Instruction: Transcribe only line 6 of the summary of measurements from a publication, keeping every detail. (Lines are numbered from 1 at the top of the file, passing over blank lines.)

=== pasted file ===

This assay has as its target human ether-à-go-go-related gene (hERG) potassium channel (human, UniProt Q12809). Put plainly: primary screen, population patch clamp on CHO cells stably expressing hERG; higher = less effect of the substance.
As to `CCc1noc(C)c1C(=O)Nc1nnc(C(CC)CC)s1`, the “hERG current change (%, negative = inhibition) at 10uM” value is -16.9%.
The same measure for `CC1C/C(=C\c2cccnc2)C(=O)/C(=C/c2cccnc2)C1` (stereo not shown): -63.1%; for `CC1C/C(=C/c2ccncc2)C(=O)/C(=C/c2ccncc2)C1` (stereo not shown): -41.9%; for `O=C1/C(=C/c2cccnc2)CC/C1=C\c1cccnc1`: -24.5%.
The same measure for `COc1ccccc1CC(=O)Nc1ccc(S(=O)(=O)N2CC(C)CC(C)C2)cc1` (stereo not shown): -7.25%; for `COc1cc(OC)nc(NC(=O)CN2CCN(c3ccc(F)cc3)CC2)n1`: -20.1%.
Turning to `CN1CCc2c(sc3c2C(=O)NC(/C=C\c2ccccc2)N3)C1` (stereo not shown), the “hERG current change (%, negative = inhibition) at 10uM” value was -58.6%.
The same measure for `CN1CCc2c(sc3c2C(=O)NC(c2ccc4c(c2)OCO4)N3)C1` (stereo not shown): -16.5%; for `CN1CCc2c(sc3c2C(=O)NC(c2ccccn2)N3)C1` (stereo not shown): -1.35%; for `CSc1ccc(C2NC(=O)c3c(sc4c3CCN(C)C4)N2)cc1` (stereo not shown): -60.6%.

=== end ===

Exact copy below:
The same measure for `CN1CCc2c(sc3c2C(=O)NC(c2ccc4c(c2)OCO4)N3)C1` (stereo not shown): -16.5%; for `CN1CCc2c(sc3c2C(=O)NC(c2ccccn2)N3)C1` (stereo not shown): -1.35%; for `CSc1ccc(C2NC(=O)c3c(sc4c3CCN(C)C4)N2)cc1` (stereo not shown): -60.6%.